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Team of 5 who organized the camp
A virtual handwriting camp led by occupational therapists over the summer allowed children to connect with each other at a time when interactions were limited, while also learning important handwriting skills. Left to right: Marsha Bailey, Jillian McWhinnie, Alison Rawling, Brooke Wardrope, Tracey Logel.
October 30, 2020

Learning the A-B-Cs of handwriting success – HHS launches online camp for kids

It’s a key skill that some of us take for granted: being able to communicate in writing. So when COVID kept kids home, Hamilton Health Sciences’ McMaster Children’s Hospital shifted to providing an occupational therapy handwriting camp online. The Ron Joyce Children’s Health Centre (RJCHC) location ran the first virtual handwriting camp in July, with a second to come in November.

Two groups of children aged 8-13 years old — one in the morning and one in the afternoon — were able to participate in a week-long camp to enhance their fine motor skills and practice their handwriting. The camp, which would typically be completed in-person in the evenings, is run by RJCHC’s school-based rehabilitation services program, which provides access to occupational therapy, physiotherapy, and speech-language pathology services to school-aged children to support their developmental needs.

An opportunity to connect

Children were able to connect with each other using Zoom video conferencing in a time when interactions were limited due to the pandemic. The team of occupational therapists and occupational therapy assistants who run the course begin with ice-breaker games so the children can get to know each other before working on their handwriting through the use of multisensory handwriting activities.

Henry at his desk with papersEleven-year-old Henry took the opportunity to write about wanting to fish with his grandma at the cottage for his final exercise. He was originally scheduled for an in-person assessment before the pandemic, but instead completed it online and was offered a spot in the camp.

His mom Emma was happy to have him join in virtually. “He could learn in the mornings and play in the afternoons,” she says. “We’re glad he got the chance to participate.”

Children are referred to occupational therapy school-based services by their school, where a handwriting assessment occurs. This determines whether the strategies and activities offered in the camp would be appropriate for that child or if they should be followed up by the occupational therapist at school.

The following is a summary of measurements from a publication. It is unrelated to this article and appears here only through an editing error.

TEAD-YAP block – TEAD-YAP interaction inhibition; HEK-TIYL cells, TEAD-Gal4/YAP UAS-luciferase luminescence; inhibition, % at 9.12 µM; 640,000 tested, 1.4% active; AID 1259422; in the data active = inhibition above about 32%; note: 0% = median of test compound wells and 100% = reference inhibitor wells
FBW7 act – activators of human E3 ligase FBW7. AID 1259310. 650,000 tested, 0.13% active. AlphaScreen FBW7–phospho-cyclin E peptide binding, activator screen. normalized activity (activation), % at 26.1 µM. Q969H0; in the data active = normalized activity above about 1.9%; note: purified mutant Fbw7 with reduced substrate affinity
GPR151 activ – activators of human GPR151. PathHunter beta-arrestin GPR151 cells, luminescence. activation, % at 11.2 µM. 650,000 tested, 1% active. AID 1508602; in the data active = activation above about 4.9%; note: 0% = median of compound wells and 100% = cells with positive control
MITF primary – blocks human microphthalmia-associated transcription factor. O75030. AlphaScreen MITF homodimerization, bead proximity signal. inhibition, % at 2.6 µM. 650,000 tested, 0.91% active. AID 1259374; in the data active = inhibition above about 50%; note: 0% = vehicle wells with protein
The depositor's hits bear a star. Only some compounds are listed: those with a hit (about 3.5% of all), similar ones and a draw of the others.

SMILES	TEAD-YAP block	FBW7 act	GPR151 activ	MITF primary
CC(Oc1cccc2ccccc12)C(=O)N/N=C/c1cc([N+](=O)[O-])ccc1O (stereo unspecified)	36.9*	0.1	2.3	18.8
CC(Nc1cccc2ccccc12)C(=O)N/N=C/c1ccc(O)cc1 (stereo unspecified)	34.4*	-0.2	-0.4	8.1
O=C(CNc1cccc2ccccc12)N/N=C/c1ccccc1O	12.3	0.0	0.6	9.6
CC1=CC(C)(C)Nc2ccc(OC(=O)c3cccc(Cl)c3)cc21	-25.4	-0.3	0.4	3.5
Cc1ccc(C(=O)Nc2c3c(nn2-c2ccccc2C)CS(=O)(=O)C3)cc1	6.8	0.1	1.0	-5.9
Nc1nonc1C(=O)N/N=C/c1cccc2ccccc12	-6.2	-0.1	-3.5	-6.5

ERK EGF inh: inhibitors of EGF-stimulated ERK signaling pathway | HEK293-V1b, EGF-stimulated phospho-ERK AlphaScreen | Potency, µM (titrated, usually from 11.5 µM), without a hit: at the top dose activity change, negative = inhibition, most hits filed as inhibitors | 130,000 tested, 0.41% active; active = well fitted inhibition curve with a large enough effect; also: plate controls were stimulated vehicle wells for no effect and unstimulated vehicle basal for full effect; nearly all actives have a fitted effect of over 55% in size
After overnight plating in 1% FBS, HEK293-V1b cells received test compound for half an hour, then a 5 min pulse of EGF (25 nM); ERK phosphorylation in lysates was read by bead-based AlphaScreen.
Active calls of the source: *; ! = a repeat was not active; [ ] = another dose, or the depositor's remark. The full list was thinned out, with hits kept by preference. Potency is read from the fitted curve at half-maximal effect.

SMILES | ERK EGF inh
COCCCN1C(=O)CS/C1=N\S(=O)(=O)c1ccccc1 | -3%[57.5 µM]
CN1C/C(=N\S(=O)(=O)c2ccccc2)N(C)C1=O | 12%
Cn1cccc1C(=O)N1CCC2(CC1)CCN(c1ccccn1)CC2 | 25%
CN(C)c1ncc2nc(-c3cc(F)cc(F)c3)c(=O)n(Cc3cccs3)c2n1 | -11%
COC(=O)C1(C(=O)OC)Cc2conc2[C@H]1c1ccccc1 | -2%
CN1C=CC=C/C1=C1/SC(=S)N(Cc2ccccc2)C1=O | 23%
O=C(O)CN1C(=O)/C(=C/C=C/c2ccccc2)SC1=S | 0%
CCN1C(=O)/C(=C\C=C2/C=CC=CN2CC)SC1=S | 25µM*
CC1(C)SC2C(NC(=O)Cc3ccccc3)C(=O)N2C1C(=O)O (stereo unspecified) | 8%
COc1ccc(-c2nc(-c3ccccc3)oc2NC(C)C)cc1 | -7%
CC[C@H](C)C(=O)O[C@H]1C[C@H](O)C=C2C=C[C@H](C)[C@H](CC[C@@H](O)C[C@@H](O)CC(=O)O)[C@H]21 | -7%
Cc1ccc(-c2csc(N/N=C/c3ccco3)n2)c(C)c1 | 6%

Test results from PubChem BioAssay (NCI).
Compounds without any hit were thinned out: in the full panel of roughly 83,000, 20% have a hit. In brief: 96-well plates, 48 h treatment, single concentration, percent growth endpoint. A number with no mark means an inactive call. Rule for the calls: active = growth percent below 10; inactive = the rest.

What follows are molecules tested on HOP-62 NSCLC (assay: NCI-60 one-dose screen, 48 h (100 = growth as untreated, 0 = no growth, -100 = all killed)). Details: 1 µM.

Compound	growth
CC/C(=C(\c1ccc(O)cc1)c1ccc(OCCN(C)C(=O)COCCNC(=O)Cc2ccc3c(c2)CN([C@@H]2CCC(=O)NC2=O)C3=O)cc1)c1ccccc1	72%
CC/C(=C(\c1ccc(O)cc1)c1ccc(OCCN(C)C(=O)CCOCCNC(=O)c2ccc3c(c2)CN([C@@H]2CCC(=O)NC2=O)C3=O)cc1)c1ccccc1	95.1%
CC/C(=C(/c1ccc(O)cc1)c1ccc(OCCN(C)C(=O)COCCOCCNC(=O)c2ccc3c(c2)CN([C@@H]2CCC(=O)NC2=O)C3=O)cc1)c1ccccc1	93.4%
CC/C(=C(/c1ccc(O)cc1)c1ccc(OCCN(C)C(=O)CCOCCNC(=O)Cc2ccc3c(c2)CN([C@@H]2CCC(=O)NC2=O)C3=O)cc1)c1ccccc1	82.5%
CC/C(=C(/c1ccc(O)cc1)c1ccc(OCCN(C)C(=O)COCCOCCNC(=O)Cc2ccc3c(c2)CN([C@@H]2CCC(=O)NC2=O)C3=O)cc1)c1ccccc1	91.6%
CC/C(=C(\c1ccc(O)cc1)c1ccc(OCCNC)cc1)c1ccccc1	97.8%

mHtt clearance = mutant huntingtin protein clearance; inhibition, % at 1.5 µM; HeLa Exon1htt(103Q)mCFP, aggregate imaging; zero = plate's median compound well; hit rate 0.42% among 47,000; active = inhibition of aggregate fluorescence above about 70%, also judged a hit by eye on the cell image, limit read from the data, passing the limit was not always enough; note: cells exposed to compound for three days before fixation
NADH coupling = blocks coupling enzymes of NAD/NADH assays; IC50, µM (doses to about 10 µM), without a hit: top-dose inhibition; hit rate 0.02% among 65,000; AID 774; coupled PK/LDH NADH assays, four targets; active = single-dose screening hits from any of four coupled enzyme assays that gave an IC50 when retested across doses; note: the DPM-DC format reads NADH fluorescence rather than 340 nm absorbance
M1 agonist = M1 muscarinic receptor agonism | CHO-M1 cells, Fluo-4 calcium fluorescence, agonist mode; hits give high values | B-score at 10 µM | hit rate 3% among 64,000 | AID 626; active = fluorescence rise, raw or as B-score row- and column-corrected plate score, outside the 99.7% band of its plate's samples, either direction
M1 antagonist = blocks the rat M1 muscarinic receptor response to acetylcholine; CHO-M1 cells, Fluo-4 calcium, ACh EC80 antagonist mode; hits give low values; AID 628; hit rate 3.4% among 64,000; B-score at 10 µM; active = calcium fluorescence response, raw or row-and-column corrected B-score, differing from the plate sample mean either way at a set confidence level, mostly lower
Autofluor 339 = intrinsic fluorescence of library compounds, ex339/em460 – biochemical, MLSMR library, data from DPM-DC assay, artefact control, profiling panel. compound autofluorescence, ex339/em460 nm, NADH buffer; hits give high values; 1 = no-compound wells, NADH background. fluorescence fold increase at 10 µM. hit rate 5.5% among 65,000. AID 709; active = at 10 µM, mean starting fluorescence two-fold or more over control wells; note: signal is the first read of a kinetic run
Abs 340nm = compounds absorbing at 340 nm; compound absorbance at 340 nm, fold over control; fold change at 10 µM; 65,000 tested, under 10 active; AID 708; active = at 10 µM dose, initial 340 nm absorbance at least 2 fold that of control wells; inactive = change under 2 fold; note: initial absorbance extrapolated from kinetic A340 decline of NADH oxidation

Complex skill

While most children begin to learn to explore written output (pre-printing skills) at an early age, handwriting is a skill that can take some time.

“Handwriting is a complex skill that encompasses visual motor coordination and memory, higher-level cognitive processes, perceptual abilities, tactile and kinesthetic sensitivity, fine motor skills, motor planning, spatial organization, temporal control and the integration of written language,” says occupational therapist Brooke Wardrope, who, together with colleague Kait St. Pierre, first developed the camp in 2019.

“Research shows that children who can write well have improved confidence and self-esteem, increased concentration, improved academic performance, and an increased ability to express themselves creatively,” says Wardrope.

Things like writing from the top down instead of bottom up, awareness of spatial organization on the page, baseline awareness (writing on the line) and spacing between letters and words are all addressed in the camp.

Class materials including a small chalkboard and booklet

Package of tools

The team prepared camp packages for each family to pick up through a contactless pick-up day. The package includes a chalkboard with chalk, sponges, a booklet of materials for the five days, and a Popsicle stick “Spaceman” to provide a visual tool for spacing letters and words. Kids would use their pencils and markers from home.

“We were super impressed,” says Emma.

While children’s programming dwindled over the last few months during COVID-19, opportunities like this one provided an important support for families like Henry’s.

“The kids all seemed to be engaged and having a good time. Henry really benefitted from it,” says Emma. “His handwriting was not the best before and he learned so many strategies that made it a lot better.”